How many red cards? Revisiting the brutal Chelsea vs Leeds FA Cup final

There are occasions where two forces seem so dramatically opposed that it’d be rude if they weren’t rivals.

Tom and Jerry. Batman and the Joker. Stormzy and Wiley. When objects of equal strength come into direct competition with each other, it is no surprise that sparks begin to fly.

While the surface-level differences may seem the instigator for rivalry, another school of thought is that deeper similarities between warring factions are the real reason for the simmering hatred. Put simply, rivals have more in common than they’d ever dare to admit.

Which leads us nicely to Chelsea and Leeds United.

Just over 50 years ago, the two clubs were the clearest representation of England’s North-South divide.

Chelsea, emblematic of swaggering London, where the players sip champagne on the King’s Road, and Leeds, from the grim north, where the locals frequented working men’s clubs and played carpet bowls.

Glamour versus dour, caviar versus gravy and a whole other host of stereotypes enriched the feelings between the two.

However, both clubs had plenty in common back in 1970. Chelsea and Leeds were two of the country’s ascendant clubs, challenging the quickly establishing elite of Liverpool, Manchester United and Tottenham. Fittingly for two upstarts, both clubs had players well versed with brutality and beauty.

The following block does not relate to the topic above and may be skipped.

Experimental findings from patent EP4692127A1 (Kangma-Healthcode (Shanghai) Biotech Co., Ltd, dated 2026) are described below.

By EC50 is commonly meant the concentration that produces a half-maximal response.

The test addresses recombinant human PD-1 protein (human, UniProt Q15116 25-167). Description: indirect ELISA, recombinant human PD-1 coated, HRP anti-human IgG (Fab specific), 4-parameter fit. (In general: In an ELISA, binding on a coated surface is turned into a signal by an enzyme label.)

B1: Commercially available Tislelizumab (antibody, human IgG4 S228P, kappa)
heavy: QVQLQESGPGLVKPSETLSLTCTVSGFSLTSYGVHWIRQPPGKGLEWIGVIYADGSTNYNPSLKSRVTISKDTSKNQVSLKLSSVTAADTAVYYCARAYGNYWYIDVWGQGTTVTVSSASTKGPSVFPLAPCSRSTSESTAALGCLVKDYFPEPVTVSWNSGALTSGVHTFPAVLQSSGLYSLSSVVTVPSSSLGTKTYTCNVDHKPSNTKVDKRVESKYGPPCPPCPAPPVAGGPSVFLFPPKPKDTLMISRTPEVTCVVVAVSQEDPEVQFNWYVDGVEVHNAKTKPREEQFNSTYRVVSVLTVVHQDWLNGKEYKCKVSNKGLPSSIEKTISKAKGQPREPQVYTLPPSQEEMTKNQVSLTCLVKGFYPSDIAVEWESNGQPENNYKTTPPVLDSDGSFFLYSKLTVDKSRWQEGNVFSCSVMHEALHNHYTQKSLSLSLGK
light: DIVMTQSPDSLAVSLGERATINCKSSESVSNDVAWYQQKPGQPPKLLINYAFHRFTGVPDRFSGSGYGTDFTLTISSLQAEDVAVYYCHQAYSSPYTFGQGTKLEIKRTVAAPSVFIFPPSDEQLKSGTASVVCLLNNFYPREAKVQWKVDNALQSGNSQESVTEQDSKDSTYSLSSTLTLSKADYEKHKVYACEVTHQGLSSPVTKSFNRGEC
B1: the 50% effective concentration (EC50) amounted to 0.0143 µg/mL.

In his autobiography, Leeds legend Johnny Giles admitted that a “special kind of animosity” existed between the sides. Chelsea’s Ian Hutchinson was more succinct: “We hated them and they hated us.”

Chelsea and Leeds faced each other six times during the 1969-70 season, so when the two sides reached the 1970 FA Cup Final it was an unsurprisingly merciless encounter.

Played on a Wembley pitch that was more Weston beach than the snooker surfaces of today, the showpiece occasion was a mix of fantasy and farce.

Jack Charlton opened the scoring for Leeds, just slightly aided by the ball failing to bounce in the mud and trickling over the line. Having battled each other to a boggy stalemate, not unlike the Battle of the Somme, the match ended 2-2.

In the days before penalties, a replay was required. Having been alarmed by the dire Wembley surface, the FA decided to host the rematch at Old Trafford.

An audience of 28 million settled down to watch the game on the BBC, a number that’s only ever been topped by the 1966 World Cup final. The country was in for an X-rated treat.

The carnage started early. Chelsea’s Neil Webb had been moved to centre-back after being roasted by Leeds winger Eddie Gray in the first encounter.

Within two minutes of the game’s commencement, Gray was lying prostrate on the turf as mere collateral damage in Webb’s personal revenge. The barometer had been set.

Running battles were developing everywhere, with infamous Chelsea hardman Ron Harris playing with the energy of a small child after a full-fat Coke.

Harris successfully crippled Gray before half-time, rendering the Leeds magician neutered from the game’s proceedings in the age before substitutions.

His attempt at something similar on Terry Cooper resulted in a pair of ripped shorts.